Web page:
Before she leaves home, she fights with her father about their differing world views. “I think it’s OK to wear whatever you want to wear and not cut your hair and grow it down to your butt if want to, whereas you don’t think that’s OK,” she says. His response? “When did you start saying ‘butt?’” With his puffy face, thick-as-kudzu accent, and tumbler full of who-knows-what, Julie’s dad—there’s no polite way of saying this—seems like a Southern racist straight out of central casting. After he tells Julie, “I could give a damn how you feel about things,” you half expect him to polish off his drink, put his hand on his holster, and say, “Boy, you best get a move on. We don’t take kindly to coloreds in these here parts.” In other words, Julie’s dad is scary as shit, so her willingness to stand up to him is all the more impressive.
While Julie is en route—first via a plane, then a cab with a conspicuously gregarious driver—the other roommates arrive at the loft. Of course, the first to get there is Eric, since he’s the second most prominent cast member after Julie. Resplendent in a Raiders Starter jacket and a floppy brown velvet hat borrowed from the wardrobe department of Blossom, Eric reacts to the loft as if he’d just been set loose in Willy Wonka’s chocolate factory. In what’s now become a stock sequence, he freaks out over his luxurious new digs which, in retrospect, look pokey and claustrophobic. It’s hard to believe anyone could get this excited about a few lava lamps and some Ikea couches. And couldn’t MTV afford bedspreads? Just look at this:
But Eric’s exuberance cannot be tamed. He quickly stars dialing up all his friends and family to gloat about his new apartment but is interrupted when his new roommates begin to arrive. First up are Becky and Kevin; they are followed, in quick succession, by Norm, Heather, and, finally, Andre. “The door opened, and I saw nothing like me or most of the people that I hang out with,” he says, his slacker-y disdain evident.
Of course, the iconic moment of controversy from this episode occurs shortly after Julie arrives at the loft. As the roommates sit around the table, Heather’s beeper goes off, and she jumps up to answer it. Julie, clearly joking, asks, “Why do you have a beeper? Do you sell drugs?” This being the ‘90s, everyone takes the offhand comment very, very seriously, and a conversation about Julie’s purported racism ensues—though, tellingly, the discussion takes place mostly via talking-head interviews, which to me suggests that the roommates may have understood Julie’s joke for what it was and that it was the producers who forced the issue. Kevin isn't overly perturbed by the comment but expresses his hopes that it's not followed by questions about his basketball prowess.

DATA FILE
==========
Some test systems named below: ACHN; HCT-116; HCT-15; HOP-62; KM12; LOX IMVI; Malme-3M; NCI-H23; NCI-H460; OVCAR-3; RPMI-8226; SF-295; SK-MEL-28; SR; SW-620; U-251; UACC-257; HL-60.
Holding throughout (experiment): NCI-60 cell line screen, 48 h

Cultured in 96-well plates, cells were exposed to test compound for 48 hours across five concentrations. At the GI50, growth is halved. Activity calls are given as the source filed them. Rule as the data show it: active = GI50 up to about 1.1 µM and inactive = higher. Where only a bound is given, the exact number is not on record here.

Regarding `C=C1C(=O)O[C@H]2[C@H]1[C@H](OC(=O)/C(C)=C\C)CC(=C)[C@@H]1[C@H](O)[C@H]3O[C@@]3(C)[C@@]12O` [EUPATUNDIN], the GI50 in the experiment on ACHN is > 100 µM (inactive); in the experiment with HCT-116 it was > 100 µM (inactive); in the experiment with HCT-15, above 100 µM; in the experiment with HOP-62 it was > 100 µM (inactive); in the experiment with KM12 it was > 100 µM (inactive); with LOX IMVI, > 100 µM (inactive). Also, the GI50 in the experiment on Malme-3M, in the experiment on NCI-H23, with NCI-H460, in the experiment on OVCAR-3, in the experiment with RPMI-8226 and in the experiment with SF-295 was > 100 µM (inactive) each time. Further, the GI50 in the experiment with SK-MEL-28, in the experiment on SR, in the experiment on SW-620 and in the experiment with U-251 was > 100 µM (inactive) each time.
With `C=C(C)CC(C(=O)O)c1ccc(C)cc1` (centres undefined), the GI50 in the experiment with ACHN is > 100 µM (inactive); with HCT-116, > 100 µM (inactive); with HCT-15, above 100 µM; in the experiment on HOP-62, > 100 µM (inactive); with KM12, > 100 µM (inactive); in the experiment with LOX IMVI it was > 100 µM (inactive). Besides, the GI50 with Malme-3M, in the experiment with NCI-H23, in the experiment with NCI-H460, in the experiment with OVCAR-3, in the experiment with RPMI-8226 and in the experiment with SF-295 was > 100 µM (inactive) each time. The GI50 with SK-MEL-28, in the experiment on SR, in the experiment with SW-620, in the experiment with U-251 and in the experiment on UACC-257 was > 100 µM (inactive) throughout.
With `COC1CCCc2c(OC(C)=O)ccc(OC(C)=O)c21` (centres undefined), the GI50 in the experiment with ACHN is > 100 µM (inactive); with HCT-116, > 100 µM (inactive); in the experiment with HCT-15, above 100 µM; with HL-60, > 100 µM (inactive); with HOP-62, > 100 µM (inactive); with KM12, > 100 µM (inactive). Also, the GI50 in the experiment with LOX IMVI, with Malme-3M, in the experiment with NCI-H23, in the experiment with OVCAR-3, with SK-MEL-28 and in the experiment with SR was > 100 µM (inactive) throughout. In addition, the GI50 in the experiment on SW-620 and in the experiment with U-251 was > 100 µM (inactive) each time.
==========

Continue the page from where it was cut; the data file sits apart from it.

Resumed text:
Otherwise, the roommates’ first night in the loft is uneventful. Rooming arrangements are decided based on sleeping patterns—night owls Heather and Andre at one corner of the apartment, early birds Kevin and Eric at the other. There’s some getting-to-know-you chat down in the kitchen, though the confessions are somewhat contrived. Andre reads aloud questions from a book of sex and love questions, and Becky, Julie, and Eric sit around discussing the answers For the record, Julie would like to double her sex drive, whereas Becky would like to cut hers in half. (Marianne, meet Ginger.) Andre would rather go deaf then lose sensation in his crotch, and Eric claims he can remember the first girl he kissed but not the first girl he slept with, which to this day I still don’t believe.
The subject of race comes up once again later in the episode, when Julie just so happens to go to dinner with Heather and Kevin. With a touch of youthful hyperbole, Julie claims that she’s “just as much pre-judged” as either of her new roommates, which seems highly unlikely. But to her credit, Julie is frank about her own background, confessing to Heather and Kevin that her father “doesn’t really like black people.” (Gee, you don’t say.) Both Kevin and Heather are impressed with Julie's open-mindedness, though not with her street smarts: They double over with laughter after she asks for a refund on a subway token after a train mishap.